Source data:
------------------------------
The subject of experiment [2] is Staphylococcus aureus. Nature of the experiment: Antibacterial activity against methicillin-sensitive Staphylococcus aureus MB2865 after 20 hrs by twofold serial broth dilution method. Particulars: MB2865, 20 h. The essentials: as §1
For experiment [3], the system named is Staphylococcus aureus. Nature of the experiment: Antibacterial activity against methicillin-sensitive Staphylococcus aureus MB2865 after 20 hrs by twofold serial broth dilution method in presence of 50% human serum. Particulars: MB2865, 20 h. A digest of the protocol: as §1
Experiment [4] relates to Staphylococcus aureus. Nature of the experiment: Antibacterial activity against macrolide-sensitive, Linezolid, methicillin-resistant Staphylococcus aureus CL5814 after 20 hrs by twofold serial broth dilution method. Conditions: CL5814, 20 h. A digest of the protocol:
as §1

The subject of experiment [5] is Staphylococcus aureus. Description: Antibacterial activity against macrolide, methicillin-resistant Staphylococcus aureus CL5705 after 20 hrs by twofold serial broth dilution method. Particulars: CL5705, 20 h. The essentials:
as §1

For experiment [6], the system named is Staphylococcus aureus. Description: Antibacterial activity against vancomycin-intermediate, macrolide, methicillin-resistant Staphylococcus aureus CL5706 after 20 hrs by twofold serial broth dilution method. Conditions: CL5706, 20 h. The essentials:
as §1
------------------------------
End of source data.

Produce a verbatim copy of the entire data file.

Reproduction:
The subject of experiment [2] is Staphylococcus aureus. Nature of the experiment: Antibacterial activity against methicillin-sensitive Staphylococcus aureus MB2865 after 20 hrs by twofold serial broth dilution method. Particulars: MB2865, 20 h. The essentials: as §1
For experiment [3], the system named is Staphylococcus aureus. Nature of the experiment: Antibacterial activity against methicillin-sensitive Staphylococcus aureus MB2865 after 20 hrs by twofold serial broth dilution method in presence of 50% human serum. Particulars: MB2865, 20 h. A digest of the protocol: as §1
Experiment [4] relates to Staphylococcus aureus. Nature of the experiment: Antibacterial activity against macrolide-sensitive, Linezolid, methicillin-resistant Staphylococcus aureus CL5814 after 20 hrs by twofold serial broth dilution method. Conditions: CL5814, 20 h. A digest of the protocol:
as §1

The subject of experiment [5] is Staphylococcus aureus. Description: Antibacterial activity against macrolide, methicillin-resistant Staphylococcus aureus CL5705 after 20 hrs by twofold serial broth dilution method. Particulars: CL5705, 20 h. The essentials:
as §1

For experiment [6], the system named is Staphylococcus aureus. Description: Antibacterial activity against vancomycin-intermediate, macrolide, methicillin-resistant Staphylococcus aureus CL5706 after 20 hrs by twofold serial broth dilution method. Conditions: CL5706, 20 h. The essentials:
as §1